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Monday, March 17, 2008

Bar crossing and final T'pec thoughts

We are in paradise and happy to be quiet and still after five days and six nights of continuous travel. We had a perfect spinnaker reach yesterday afternoon, passing both of our larger companion boats. It would have looked even more like a three boat regatta if they had had spinnakers to fly also. All too soon the wind died and we motored the rest of the way to the river bar entrance.

We called the marina before 8 AM and they sent an angel to guide us in - literally, the panga driver's name is Angel. By 8:20 we were lined up behind him making our way through the confused wave chop, and by 8:50 we were through the worst of it and into calm enough waters for me to take a shower. Angel tied us to a mooring buoy at 9:50 and we got to work putting the boat away. To our surprise the official greeting party (marina manager, Port Captain, Customs, Immigration, and National Police) arrived within the hour to come aboard for our paperwork. This was very embarrassing because, even though I had read about the process countless times, I did not have the boat tidied up below, and we had neglected to put the customary soft drinks in the fridge. A C- grade for Nakia's first real foreign port entry (in Mexico you go to all their offices, they don't come to you). We will have to do better next time, but at least we had both showered that morning!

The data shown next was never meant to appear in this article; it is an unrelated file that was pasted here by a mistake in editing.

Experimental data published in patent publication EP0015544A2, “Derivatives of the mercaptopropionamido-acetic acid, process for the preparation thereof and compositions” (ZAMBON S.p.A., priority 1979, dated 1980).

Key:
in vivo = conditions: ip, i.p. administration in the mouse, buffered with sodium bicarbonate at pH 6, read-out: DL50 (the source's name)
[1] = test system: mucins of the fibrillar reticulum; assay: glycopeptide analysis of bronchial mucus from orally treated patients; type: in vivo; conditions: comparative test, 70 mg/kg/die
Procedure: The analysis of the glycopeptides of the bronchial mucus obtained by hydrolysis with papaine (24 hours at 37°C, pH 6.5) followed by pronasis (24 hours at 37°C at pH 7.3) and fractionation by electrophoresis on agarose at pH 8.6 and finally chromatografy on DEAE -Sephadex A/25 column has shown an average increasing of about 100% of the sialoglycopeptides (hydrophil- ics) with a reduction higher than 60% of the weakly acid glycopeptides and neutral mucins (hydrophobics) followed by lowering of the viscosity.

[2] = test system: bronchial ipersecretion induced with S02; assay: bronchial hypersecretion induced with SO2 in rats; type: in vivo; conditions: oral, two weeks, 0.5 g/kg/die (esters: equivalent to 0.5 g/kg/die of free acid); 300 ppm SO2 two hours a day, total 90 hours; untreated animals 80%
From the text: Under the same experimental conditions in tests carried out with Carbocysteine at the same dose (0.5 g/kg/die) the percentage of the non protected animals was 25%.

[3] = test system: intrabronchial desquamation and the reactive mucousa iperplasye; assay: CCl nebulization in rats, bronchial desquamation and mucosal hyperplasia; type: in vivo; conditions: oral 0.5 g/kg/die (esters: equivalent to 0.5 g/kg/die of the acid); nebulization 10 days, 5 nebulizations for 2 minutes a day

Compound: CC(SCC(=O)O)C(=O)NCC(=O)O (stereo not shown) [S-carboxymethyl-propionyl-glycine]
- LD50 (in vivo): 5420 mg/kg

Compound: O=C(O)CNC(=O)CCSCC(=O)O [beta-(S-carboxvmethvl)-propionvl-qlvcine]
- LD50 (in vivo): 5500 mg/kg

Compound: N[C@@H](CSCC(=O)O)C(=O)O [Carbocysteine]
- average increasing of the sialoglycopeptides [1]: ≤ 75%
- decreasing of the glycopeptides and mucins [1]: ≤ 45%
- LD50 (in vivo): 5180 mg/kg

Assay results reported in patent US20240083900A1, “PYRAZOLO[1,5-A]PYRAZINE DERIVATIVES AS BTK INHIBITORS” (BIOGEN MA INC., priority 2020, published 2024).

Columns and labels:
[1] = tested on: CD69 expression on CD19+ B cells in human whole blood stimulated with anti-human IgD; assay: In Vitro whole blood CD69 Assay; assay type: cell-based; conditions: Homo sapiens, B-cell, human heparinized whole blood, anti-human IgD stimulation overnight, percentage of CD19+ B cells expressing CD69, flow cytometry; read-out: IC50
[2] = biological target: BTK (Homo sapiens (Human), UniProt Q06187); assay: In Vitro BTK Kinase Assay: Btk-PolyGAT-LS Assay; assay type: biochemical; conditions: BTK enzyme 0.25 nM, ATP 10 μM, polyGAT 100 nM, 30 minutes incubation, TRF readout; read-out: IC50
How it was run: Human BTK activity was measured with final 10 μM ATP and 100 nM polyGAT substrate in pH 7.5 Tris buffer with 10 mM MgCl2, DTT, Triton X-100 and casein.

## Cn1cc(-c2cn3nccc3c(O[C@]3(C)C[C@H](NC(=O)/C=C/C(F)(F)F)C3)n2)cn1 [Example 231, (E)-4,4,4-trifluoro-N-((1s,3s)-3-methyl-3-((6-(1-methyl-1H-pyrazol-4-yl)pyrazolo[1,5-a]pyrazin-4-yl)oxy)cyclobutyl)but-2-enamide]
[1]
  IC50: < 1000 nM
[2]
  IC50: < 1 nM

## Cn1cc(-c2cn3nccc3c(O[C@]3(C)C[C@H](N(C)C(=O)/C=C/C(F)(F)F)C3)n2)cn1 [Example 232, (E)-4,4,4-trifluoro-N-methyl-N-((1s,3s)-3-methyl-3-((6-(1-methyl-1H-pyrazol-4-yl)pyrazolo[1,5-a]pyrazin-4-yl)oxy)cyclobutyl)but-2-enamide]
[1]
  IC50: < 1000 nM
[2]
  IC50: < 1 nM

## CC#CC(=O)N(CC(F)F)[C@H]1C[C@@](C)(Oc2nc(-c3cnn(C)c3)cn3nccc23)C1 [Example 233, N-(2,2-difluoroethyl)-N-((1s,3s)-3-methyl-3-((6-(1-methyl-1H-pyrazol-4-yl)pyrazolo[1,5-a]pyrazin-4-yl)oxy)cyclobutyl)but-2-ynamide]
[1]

Once the panga returned all the officials to shore, it came back for the six of us to go in and complete the check in process with the marina and Immigration. For $10 each we got a nifty sticker in our passports which acts as a visa good for the four Central American countries which have signed the NAFTA agreement. Bad ol' Costa Rica is the lone holdout, probably because their economy is doing just fine without it.

Formalities completed we all retired to the club restaurant for our "first drink free" and lunch. Everything had happened so fast that we'd all missed breakfast and were starving. Knowing that anything alcoholic would knock me flat, and want to get the biggest bang out of the free offer, I ordered a mango smoothie without alcohol - it was heaven. John had his first Bahia, the local beer, and we sat back to swap war stories about the trip. Most of the rest of the group waiting with us last week in Marina Chahue wandered by our table, and we got to hear their stories too.

Between the 10th and 11th of March, nine boats departed Huatulco for El Salvador. One boat left Monday morning and went straight across to Puerto Madero. They had 14' seas and 30-35 knots of wind. Five boats left Monday night and followed split routes, with some going north and crossing 10-15 miles off the beach, and one or two staying close to the beach like we did. The former had regular, but large seas (green water over the bow) and the same high winds. Our group of three boats that left Tuesday night and the other "beach" boats had high winds but small waves. We definitely feel that close in to shore was the way to go if you had a forecast with any north wind component in it at all. It's a longer trip but so much more comfortable. If we had gotten a forecast with no north wind component to it for at least five days, then we might have considered the straight shot across. We also had at least a knot of foul current almost the entire trip. We're looking forward to hearing the stories of the boats which waited to leave Saturday and Sunday. It is so true that one of the hardest parts of cruising is waiting for weather!

We've signed up for the twice weekly free shuttle bus trip to town tomorrow morning. It comes complete with an armed guard (this entire compound/resort is protected by armed guards) so stay tuned for more!

Linda and John

{GMST}13|10.714|N|088|27.070|W|March 2008|Bar Crossing{GEND}

{GMST}13|15.789|N|088|29.159|W|March 2008|Barillas Marina{GEND}